Your insuring agreement is likely one of two types: named perils or broad. In a named perils agreement, coverage is extended only in the event of certain incidents, and those perils are listed in the agreement. An all-risk agreement promises coverage for any losses except those specifically excluded in the policy.
Exclusions to your coverage are either noted in the insuring agreement or called out in a separate section of the insurance policy. Property insurance, for example, typically excludes damage due to flood, earthquake, or nuclear radiation. Business Personal Property can be added to coverage if needed but excludes property coverage for residence.
Following the exclusions will be an explanation of any riders or endorsements you’ve added to the basic policy. This is where you can fill in the gaps in coverage left by standard policy exclusions. For example, you may add a flood insurance rider to your property coverage if your property is located in a flood zone. You may also want to add a data response and cyber liability rider to your BOP.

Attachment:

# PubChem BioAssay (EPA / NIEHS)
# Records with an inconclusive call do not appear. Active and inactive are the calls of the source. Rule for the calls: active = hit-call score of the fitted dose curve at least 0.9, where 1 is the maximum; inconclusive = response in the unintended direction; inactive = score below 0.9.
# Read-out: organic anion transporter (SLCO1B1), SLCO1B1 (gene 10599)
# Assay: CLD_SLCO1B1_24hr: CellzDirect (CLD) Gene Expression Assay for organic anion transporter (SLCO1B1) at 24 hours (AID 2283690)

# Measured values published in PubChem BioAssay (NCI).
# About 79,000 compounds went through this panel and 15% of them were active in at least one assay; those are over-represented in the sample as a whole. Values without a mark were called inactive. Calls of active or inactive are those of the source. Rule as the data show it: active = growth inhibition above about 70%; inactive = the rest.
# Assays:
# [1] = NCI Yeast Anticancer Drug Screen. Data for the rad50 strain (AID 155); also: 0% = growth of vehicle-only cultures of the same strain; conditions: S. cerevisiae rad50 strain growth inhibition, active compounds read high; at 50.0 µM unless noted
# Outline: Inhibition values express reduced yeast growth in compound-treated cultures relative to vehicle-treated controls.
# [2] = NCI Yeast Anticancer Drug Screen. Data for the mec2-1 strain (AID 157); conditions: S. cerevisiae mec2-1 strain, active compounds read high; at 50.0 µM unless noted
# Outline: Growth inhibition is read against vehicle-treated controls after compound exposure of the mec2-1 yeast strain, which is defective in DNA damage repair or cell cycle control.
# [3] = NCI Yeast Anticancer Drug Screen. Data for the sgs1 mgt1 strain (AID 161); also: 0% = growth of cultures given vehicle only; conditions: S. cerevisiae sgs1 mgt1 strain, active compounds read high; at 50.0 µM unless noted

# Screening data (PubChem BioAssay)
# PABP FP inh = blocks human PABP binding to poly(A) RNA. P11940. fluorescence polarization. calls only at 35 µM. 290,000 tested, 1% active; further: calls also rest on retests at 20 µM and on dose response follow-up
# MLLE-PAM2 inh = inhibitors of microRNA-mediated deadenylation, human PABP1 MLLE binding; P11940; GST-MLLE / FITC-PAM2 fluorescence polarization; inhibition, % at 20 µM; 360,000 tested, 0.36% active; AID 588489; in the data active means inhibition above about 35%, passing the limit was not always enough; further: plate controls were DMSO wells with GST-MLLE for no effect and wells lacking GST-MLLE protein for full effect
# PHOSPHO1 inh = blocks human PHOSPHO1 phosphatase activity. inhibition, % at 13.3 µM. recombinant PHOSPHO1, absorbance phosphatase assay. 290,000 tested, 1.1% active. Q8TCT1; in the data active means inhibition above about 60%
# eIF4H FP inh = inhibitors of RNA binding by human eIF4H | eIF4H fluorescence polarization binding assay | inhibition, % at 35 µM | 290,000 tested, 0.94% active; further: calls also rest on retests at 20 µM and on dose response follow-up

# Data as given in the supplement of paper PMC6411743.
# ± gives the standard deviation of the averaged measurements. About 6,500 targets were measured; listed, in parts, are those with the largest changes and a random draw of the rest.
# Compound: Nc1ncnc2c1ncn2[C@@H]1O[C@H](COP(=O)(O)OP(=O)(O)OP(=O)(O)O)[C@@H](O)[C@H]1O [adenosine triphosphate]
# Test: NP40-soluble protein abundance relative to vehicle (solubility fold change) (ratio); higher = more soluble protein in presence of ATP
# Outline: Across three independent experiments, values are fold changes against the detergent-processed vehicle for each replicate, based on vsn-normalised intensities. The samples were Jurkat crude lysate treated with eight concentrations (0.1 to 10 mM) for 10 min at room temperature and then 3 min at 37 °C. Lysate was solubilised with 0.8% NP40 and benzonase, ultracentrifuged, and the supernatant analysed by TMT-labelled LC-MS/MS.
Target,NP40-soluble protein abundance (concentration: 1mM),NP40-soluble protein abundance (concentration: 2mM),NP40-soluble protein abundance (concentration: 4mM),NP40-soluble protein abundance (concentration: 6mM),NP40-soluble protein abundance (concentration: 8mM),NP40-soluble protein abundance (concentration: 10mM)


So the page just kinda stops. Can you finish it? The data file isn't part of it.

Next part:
The conditions section of your insurance policy describes the obligations that both you and the insurance company have to fulfill the contract. Conditions will include cancelation provisions as well as the insurance company’s right to pursue a third party to recover losses if applicable.
The conditions you should pay closest attention to are the ones that require your actions regarding a claim. Most property insurance coverage, for example, will require you to file a claim within a certain time period following a loss. Your insurance policy may also spell out your obligation to protect your property after an incident, like tarping the roof after it is damaged in a storm to prevent further damage. The insurance policy may also require you to cooperate with an insurance investigation and with your own defense in a liability lawsuit. You could breach the insurance contract by not meeting these conditions and that might leave you without the coverage you were counting on.
Millers Mutual Can Help
If you have questions about your insurance policy, Millers Mutual can help. We focus exclusively on providing the right insurance coverage for your rental business. Contact Millers Mutual to find a trusted agent to answer all your insurance questions.